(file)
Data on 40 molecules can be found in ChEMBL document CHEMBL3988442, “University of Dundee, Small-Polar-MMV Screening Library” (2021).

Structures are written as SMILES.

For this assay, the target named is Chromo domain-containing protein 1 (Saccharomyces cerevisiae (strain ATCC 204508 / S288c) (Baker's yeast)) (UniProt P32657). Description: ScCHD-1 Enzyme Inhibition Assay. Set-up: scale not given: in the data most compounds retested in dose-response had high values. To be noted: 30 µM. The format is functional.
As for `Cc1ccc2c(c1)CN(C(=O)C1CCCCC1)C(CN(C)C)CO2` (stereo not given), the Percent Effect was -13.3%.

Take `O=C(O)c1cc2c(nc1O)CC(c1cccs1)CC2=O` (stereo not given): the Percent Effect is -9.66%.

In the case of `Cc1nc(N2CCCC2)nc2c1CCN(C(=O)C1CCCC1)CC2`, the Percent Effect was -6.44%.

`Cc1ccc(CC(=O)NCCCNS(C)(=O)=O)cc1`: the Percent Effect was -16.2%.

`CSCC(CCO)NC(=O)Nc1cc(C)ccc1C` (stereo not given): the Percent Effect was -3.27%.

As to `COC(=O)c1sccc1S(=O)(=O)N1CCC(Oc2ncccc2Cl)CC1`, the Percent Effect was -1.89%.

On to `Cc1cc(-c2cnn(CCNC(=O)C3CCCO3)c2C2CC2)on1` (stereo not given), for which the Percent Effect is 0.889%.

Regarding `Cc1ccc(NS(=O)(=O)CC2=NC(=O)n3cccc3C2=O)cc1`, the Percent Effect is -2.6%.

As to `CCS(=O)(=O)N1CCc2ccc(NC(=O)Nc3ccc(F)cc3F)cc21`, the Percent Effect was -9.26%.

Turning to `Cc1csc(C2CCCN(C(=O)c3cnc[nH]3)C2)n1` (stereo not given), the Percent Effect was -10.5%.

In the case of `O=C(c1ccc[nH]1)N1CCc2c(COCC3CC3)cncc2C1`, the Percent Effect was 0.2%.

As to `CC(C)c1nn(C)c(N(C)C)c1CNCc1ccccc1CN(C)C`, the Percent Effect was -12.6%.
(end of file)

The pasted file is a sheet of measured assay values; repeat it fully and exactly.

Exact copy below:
Data on 40 molecules can be found in ChEMBL document CHEMBL3988442, “University of Dundee, Small-Polar-MMV Screening Library” (2021).

Structures are written as SMILES.

For this assay, the target named is Chromo domain-containing protein 1 (Saccharomyces cerevisiae (strain ATCC 204508 / S288c) (Baker's yeast)) (UniProt P32657). Description: ScCHD-1 Enzyme Inhibition Assay. Set-up: scale not given: in the data most compounds retested in dose-response had high values. To be noted: 30 µM. The format is functional.
As for `Cc1ccc2c(c1)CN(C(=O)C1CCCCC1)C(CN(C)C)CO2` (stereo not given), the Percent Effect was -13.3%.

Take `O=C(O)c1cc2c(nc1O)CC(c1cccs1)CC2=O` (stereo not given): the Percent Effect is -9.66%.

In the case of `Cc1nc(N2CCCC2)nc2c1CCN(C(=O)C1CCCC1)CC2`, the Percent Effect was -6.44%.

`Cc1ccc(CC(=O)NCCCNS(C)(=O)=O)cc1`: the Percent Effect was -16.2%.

`CSCC(CCO)NC(=O)Nc1cc(C)ccc1C` (stereo not given): the Percent Effect was -3.27%.

As to `COC(=O)c1sccc1S(=O)(=O)N1CCC(Oc2ncccc2Cl)CC1`, the Percent Effect was -1.89%.

On to `Cc1cc(-c2cnn(CCNC(=O)C3CCCO3)c2C2CC2)on1` (stereo not given), for which the Percent Effect is 0.889%.

Regarding `Cc1ccc(NS(=O)(=O)CC2=NC(=O)n3cccc3C2=O)cc1`, the Percent Effect is -2.6%.

As to `CCS(=O)(=O)N1CCc2ccc(NC(=O)Nc3ccc(F)cc3F)cc21`, the Percent Effect was -9.26%.

Turning to `Cc1csc(C2CCCN(C(=O)c3cnc[nH]3)C2)n1` (stereo not given), the Percent Effect was -10.5%.

In the case of `O=C(c1ccc[nH]1)N1CCc2c(COCC3CC3)cncc2C1`, the Percent Effect was 0.2%.

As to `CC(C)c1nn(C)c(N(C)C)c1CNCc1ccccc1CN(C)C`, the Percent Effect was -12.6%.